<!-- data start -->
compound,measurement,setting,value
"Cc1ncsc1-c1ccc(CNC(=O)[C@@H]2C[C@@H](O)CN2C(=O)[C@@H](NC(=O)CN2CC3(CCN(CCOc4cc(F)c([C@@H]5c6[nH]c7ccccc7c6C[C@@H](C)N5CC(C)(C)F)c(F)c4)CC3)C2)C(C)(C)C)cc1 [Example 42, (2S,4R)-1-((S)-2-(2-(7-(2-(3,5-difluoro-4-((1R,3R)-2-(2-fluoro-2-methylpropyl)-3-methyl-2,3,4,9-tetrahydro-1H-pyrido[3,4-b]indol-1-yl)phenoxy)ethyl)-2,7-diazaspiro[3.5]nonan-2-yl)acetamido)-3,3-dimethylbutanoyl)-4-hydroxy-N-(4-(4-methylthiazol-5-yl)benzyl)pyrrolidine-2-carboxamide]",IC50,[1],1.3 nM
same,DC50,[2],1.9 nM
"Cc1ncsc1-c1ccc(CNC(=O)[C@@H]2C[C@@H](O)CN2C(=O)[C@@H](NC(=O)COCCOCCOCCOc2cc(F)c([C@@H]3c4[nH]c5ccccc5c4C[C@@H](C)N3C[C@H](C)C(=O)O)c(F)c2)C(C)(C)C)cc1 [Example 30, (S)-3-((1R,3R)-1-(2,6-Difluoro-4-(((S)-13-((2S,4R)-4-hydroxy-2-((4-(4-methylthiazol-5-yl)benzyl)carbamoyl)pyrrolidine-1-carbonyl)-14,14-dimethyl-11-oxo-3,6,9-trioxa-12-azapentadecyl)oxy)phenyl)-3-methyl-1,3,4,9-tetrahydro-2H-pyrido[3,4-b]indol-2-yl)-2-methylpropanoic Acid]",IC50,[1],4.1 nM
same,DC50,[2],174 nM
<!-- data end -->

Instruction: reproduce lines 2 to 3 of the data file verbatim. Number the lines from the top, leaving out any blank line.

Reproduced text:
"Cc1ncsc1-c1ccc(CNC(=O)[C@@H]2C[C@@H](O)CN2C(=O)[C@@H](NC(=O)CN2CC3(CCN(CCOc4cc(F)c([C@@H]5c6[nH]c7ccccc7c6C[C@@H](C)N5CC(C)(C)F)c(F)c4)CC3)C2)C(C)(C)C)cc1 [Example 42, (2S,4R)-1-((S)-2-(2-(7-(2-(3,5-difluoro-4-((1R,3R)-2-(2-fluoro-2-methylpropyl)-3-methyl-2,3,4,9-tetrahydro-1H-pyrido[3,4-b]indol-1-yl)phenoxy)ethyl)-2,7-diazaspiro[3.5]nonan-2-yl)acetamido)-3,3-dimethylbutanoyl)-4-hydroxy-N-(4-(4-methylthiazol-5-yl)benzyl)pyrrolidine-2-carboxamide]",IC50,[1],1.3 nM
same,DC50,[2],1.9 nM